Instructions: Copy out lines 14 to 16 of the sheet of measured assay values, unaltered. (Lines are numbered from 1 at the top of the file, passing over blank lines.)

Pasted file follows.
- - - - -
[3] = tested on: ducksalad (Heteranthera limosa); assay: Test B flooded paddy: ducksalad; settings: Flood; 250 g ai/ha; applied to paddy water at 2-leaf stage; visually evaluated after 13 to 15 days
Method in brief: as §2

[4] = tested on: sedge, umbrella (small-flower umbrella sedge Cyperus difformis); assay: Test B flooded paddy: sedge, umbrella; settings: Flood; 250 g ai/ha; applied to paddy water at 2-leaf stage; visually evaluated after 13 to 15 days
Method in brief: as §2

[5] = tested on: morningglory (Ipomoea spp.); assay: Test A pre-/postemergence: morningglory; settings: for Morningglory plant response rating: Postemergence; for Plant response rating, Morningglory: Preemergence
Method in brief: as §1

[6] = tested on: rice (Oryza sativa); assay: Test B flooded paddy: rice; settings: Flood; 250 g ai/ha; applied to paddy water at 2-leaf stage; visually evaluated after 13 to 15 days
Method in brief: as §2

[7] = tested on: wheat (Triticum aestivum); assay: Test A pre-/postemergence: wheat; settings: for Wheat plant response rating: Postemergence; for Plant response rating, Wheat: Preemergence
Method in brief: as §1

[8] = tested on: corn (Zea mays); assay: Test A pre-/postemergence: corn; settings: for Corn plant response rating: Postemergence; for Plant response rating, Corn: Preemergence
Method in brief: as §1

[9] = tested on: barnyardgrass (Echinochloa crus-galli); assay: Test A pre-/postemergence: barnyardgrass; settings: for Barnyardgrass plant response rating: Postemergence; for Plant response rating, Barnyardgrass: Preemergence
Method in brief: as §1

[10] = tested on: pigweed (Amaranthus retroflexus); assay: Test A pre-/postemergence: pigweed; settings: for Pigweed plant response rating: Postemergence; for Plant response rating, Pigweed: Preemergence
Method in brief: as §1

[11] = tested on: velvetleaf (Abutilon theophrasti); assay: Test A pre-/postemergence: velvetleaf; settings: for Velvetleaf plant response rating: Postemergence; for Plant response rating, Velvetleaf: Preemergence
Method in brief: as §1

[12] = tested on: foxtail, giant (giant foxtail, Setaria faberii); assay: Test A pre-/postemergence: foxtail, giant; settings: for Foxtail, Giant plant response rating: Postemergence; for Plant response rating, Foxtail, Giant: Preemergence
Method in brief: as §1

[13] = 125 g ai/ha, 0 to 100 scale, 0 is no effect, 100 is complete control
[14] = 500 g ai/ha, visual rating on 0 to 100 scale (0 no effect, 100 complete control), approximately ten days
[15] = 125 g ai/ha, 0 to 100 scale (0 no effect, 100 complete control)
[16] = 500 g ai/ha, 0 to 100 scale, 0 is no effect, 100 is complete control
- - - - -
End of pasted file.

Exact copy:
Method in brief: as §1

[10] = tested on: pigweed (Amaranthus retroflexus); assay: Test A pre-/postemergence: pigweed; settings: for Pigweed plant response rating: Postemergence; for Plant response rating, Pigweed: Preemergence
Method in brief: as §1